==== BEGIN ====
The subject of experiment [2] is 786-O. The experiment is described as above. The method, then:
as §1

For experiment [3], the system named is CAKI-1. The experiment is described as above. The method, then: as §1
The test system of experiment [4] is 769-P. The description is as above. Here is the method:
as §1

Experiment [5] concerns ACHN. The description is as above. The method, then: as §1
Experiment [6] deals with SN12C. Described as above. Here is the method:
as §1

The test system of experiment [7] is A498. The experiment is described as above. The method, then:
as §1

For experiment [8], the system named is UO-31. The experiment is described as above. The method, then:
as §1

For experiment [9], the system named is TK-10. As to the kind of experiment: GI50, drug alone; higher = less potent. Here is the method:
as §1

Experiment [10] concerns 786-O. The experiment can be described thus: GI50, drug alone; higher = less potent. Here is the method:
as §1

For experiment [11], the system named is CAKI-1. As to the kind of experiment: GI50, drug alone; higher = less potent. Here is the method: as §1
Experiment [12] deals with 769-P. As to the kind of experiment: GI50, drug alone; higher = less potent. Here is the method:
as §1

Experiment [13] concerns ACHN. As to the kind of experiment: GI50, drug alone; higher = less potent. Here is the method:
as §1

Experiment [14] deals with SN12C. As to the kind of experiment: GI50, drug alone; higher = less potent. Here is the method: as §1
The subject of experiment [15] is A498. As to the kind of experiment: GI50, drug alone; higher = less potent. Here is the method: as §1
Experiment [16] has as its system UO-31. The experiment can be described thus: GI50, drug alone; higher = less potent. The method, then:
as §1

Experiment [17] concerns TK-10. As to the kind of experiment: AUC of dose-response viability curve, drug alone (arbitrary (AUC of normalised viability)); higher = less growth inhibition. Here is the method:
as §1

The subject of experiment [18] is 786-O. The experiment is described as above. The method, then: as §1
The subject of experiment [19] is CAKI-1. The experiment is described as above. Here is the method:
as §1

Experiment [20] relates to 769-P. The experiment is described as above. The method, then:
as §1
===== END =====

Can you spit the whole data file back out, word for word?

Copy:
The subject of experiment [2] is 786-O. The experiment is described as above. The method, then:
as §1

For experiment [3], the system named is CAKI-1. The experiment is described as above. The method, then: as §1
The test system of experiment [4] is 769-P. The description is as above. Here is the method:
as §1

Experiment [5] concerns ACHN. The description is as above. The method, then: as §1
Experiment [6] deals with SN12C. Described as above. Here is the method:
as §1

The test system of experiment [7] is A498. The experiment is described as above. The method, then:
as §1

For experiment [8], the system named is UO-31. The experiment is described as above. The method, then:
as §1

For experiment [9], the system named is TK-10. As to the kind of experiment: GI50, drug alone; higher = less potent. Here is the method:
as §1

Experiment [10] concerns 786-O. The experiment can be described thus: GI50, drug alone; higher = less potent. Here is the method:
as §1

For experiment [11], the system named is CAKI-1. As to the kind of experiment: GI50, drug alone; higher = less potent. Here is the method: as §1
Experiment [12] deals with 769-P. As to the kind of experiment: GI50, drug alone; higher = less potent. Here is the method:
as §1

Experiment [13] concerns ACHN. As to the kind of experiment: GI50, drug alone; higher = less potent. Here is the method:
as §1

Experiment [14] deals with SN12C. As to the kind of experiment: GI50, drug alone; higher = less potent. Here is the method: as §1
The subject of experiment [15] is A498. As to the kind of experiment: GI50, drug alone; higher = less potent. Here is the method: as §1
Experiment [16] has as its system UO-31. The experiment can be described thus: GI50, drug alone; higher = less potent. The method, then:
as §1

Experiment [17] concerns TK-10. As to the kind of experiment: AUC of dose-response viability curve, drug alone (arbitrary (AUC of normalised viability)); higher = less growth inhibition. Here is the method:
as §1

The subject of experiment [18] is 786-O. The experiment is described as above. The method, then: as §1
The subject of experiment [19] is CAKI-1. The experiment is described as above. Here is the method:
as §1

Experiment [20] relates to 769-P. The experiment is described as above. The method, then:
as §1